Saturday 20th January 2018
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Week of requests: Tales of reinvention

Tales of reinvention

A reader named Danielle asked to hear stories of mid-life career reinvention, and I thought this might be an excellent moment for those of you who’ve made big changes to share your stories. I feel like most of you know mine, but for those of you who do not: Once, not so very, very long ago, I was the editor in chief of a fashion magazine. After a decade in the job, I was abruptly shown the door. After a year spent doing absolutely nothing, I started this blog, and it has been one of the most satisfying chapters in my career. My reinvention came about because I was forced to find a new path, but I’m curious about the rest of you: what made those of you who made a monumental change take the big step? Share, please.

Posted on January 10th, 2017 55 Comments

55 Responses

  1. joanne says:

    I am literally in the middle of a change, not my career but how I practice it. I have always worked as a clinical social worker but the bulk of my work was within an organization of some kind, with a small private practice. I am now no longer working for anyone else. Just me. I am scared shitless but know deep in my heart it’s the right move. I have always wanted the freedom of time and money to do my own thing and I am in mid-leap to that end. I have enough money to cover next month’s rent but I knew that if I didn’t do it now, I never would. Turns out 51 is a great age to break out on my own, my Mom did the same at 51. Wish me luck, and if you ever need a great therapist, I Skype!

  2. Ellen says:

    At the age of 55 I realized I could stay in a tolerable but not very happy marriage or leave. So I left and while the last 2 years have had their challenges, last year I visited 7 countries, reconnected with family, had a giant Christmas party, got a tattoo and realized how very many people there were in my life that I love. I am busy every minute and have never looked back!

  3. LeighTX says:

    My reinvention also came after a major life change: 11 years ago when I was 34, my husband (a pastor) was let go from his job. It was sudden and for no real cause other than they wanted someone younger; we were shattered. We moved 1,000 miles away into his parents’ home and both of us cried all our tears for a lifetime.

    After a couple of months we came out of our fog a bit and realized we only had one month of severance left and one of us had to get a job. I’d been a stay-at-home mom for the most part for the previous seven years, and thought I’d do that until the kids were grown. Instead, I polished up my resume and headed to a placement agency where I told them I needed full-time work but would temp anywhere for a paycheck in the meantime.

    I was placed in the payroll department of an oil & gas company filing vacation records, and within a month my supervisors had recommended me for a full-time accounting position in the company paying more than I’d ever made before. I worked hard, volunteered for every new project that came down the pike, earned my MBA on the side, and within eight years I’d doubled my salary. I now have a real career, a great title, and a job I love to do.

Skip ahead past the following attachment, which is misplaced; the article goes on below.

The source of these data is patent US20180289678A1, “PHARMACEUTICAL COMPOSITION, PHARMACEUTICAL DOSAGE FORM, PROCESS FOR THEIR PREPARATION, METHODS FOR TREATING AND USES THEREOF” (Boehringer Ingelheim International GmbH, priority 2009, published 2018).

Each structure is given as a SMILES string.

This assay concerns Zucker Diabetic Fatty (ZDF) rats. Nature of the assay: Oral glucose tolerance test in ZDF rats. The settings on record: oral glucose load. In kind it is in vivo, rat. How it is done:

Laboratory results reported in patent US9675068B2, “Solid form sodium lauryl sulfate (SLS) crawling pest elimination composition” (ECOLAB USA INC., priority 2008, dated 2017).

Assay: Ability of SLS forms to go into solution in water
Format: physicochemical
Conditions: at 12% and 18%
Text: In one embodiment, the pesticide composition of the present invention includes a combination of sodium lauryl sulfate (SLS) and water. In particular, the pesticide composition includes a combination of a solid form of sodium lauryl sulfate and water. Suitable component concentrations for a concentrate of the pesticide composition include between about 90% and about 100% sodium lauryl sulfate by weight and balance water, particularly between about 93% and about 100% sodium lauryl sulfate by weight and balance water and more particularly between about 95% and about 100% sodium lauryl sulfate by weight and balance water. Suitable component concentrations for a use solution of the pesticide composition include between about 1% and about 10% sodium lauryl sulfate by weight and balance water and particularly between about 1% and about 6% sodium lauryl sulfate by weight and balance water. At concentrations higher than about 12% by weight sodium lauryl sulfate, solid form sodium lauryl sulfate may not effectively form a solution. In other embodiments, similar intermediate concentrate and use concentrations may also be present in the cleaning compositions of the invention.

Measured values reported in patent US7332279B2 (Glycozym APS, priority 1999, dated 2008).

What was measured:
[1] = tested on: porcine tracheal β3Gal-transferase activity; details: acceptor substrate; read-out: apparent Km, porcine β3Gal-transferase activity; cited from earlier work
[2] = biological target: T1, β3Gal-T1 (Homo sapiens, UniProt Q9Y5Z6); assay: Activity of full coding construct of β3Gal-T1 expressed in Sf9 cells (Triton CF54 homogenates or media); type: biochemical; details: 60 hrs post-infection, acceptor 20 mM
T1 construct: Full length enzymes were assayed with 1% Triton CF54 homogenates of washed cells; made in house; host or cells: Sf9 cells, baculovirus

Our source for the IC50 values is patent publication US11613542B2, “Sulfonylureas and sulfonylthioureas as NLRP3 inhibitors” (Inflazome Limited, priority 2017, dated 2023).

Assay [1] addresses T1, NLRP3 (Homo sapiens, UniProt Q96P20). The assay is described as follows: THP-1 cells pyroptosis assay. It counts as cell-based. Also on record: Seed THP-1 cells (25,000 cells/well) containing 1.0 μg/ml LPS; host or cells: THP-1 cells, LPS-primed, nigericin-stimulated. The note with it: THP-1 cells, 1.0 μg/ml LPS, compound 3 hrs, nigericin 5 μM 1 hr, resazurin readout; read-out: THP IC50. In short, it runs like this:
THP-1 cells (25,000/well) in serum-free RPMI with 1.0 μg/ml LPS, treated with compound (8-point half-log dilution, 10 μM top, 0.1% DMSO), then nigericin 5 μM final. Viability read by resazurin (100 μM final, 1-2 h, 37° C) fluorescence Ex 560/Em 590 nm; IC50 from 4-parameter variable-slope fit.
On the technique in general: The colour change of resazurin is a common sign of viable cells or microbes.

Those first two weeks of working full time were the hardest thing I’ve ever done. I cried every morning on my way to work, mourning the loss of the life I’d had and the loss of full-time motherhood. But I have tried to teach my daughters that life can come at you fast, and you have to be able to pick yourself up. I hope they’ve learned that you can have it all, but maybe not all at once, and that’s okay; we just have to do the best with what we have.

    • Charlotte Lucie says:

      Thanks for sharing.. very impressed by your courage. Change is so terrifying but look how well you have done. I haven’t had any children breaks and I often think I would be better at my career if I had..the journey can get a little tired and boring. Your story tells me breaks and change in a career are very positive.

      • LeighTX says:

        That’s sweet, thank you! I sometimes say if I had to do it over, I’d work when my kids were very young and take a break during elementary & middle school. They don’t remember my staying at home in the early years, and they seemed to need me a little more during the school years. I wasn’t able to do field trips or just hang out with them during school breaks. I was very lucky that my husband’s schedule allowed him to do those things, so I don’t feel guilty about it; just something I might have done differently and have told my girls it’s something for them to consider down the road.

        • charlotte lucie says:

          Yes, you are probably right. But remember a child will always need it’s parents, you never know when more, might be their 20s.
          Lucky you have a supportive husband!

  4. Erin says:

    Four years ago this month I started two years of change that I didn’t quite see coming until it started. I ended a relationship with a live-in boyfriend that had stagnated, which led to me buying my first home as I had to find a place to live. After that I was diagnosed with an autoimmune disease, and had to go out on disability for a month to recover. Being out on disability really made me see how the one area in my life that hadn’t changed yet, my job as a project manager in the medical device industry, was not adding to my happiness. I had been working at a large corporation for over a decade, and while I worked hard found lots of opportunities and had some moments of satisfaction over the years, I never felt like I fit into the company culture.